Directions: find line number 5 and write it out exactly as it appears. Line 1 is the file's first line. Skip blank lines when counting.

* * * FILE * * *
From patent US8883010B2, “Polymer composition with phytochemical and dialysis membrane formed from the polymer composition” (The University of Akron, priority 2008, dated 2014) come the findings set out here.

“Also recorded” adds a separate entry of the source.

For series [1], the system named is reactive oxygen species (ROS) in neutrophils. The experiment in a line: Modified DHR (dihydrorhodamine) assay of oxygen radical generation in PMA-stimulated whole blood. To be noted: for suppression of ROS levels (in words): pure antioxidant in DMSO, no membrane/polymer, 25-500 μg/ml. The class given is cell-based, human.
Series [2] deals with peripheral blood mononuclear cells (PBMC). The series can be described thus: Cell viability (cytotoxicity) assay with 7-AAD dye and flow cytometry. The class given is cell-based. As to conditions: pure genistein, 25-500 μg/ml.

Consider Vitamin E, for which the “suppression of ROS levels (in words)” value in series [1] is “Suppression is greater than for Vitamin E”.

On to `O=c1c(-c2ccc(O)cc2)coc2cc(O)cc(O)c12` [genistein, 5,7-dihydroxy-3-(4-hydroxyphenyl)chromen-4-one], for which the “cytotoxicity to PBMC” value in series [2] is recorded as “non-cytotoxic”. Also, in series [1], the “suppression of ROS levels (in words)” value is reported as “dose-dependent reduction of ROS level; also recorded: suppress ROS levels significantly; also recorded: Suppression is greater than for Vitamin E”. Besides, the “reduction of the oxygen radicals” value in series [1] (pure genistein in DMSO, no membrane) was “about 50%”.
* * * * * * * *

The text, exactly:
Consider Vitamin E, for which the “suppression of ROS levels (in words)” value in series [1] is “Suppression is greater than for Vitamin E”.